All six units at Japan's troubled Fukushima Daiichi plant have been hooked back up to the country's electrical grid, but officials have yet to flick on the power switch.
"They've connected the wires to the pumps but they haven't turned the pumps on for fear of an explosion," Dr. Michio Kaku, a theoretical physicist said. "There could be hydrogen gas there and if they hook up the power and then they turn it on and there's a spark, that could set off a hydrogen gas explosion."
Workers were seen smiling this morning after turning on the lights in the control room of unit 3, NHK reported. The step forward comes after a turbulent few hours where a boiling spent fuel pond at Unit 2 alarmed experts.
The fuel pond appears to have stabilized after emergency crews dumped 18 tons of seawater into the storage pool. Workers continue to douse units three and four with water at the disaster-stricken facility.
"The last three days we've had reassuring words, we've turned the corner, things are stable but it's on knife's edge, any small earthquake any spent fuel pond boiling incident could cause the workers to evacuate," Kaku said.
This morning a 6.6 magnitude earthquake rattled the country. Yesterday, smoke billowing from unit 2 temporarily halted work at the plant.
Japan's Nuclear Safety Agency confirmed today that more tests have been ordered for radiation in seawater as fear spreads that Japan's seafood supply might be contaminated.
Prime Minister Naoto Kan said that no seafood from Fukushima prefecture has reached fish markets since the 9.0 magnitude earthquake and tsunami struck March 11, NHK reported.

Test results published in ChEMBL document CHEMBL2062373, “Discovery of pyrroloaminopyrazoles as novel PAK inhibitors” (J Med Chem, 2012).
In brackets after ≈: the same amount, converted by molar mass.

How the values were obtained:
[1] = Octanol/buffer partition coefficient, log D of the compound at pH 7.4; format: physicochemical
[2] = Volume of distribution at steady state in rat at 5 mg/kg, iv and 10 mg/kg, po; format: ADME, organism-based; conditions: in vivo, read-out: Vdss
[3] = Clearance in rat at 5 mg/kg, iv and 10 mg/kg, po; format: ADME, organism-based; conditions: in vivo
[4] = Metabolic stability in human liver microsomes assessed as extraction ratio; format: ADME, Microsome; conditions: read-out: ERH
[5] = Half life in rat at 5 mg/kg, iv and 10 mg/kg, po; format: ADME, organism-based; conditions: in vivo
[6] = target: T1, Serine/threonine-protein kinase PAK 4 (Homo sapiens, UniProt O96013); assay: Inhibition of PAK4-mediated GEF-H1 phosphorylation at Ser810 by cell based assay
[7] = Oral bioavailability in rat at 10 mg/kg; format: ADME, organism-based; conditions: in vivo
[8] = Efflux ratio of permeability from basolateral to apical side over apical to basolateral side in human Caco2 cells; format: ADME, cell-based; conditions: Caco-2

TEPCO announced that the level of iodine in the seawater surrounding the Fukushima plant is 27.1 times higher than the normal level. The level of cesium is 2.5 times higher than normal levels.
Contaminated spinach and milk has already been pulled from store shelves.
U.S. NRC Optimistic About Stabilization of Fukushima
Japanese workers made significant progress over the weekend at the power plant, connecting crippled reactor cooling systems to power lines.
Restoring power to the water pumps means workers will be able to cool the cores and prevent a meltdown.
"The fact that offsite power is close to being available for use by plant equipment is the first optimistic sign that things could be turning around," said Bill Borchardt, executive director of the Nuclear Regulatory Commission Operations on Monday.
Borchardt said that while U.S. officials believe several reactors have experienced some sort of core damage, the containment structure around the radioactive core is largely intact and water is flowing to cool the radioactive rods.
"The radiation releases and dose rates that we see on site are mostly influenced by units 3 and 4 spent fuel pool," said Borchardt. "And TEPCO and the Government of Japan have been making a concerted effort to address those issues."
The effort, which has progressed sporadically over the past week, stalled temporarily today at Unit 3, which lost its roof in an explosion last week, after smoke from an unknown source began rising from it.
"Cables might have caught fire," Tokyo University professor Nato Sekimura said. "It's understandable that people evacuated to study what happened in the area to secure their safety."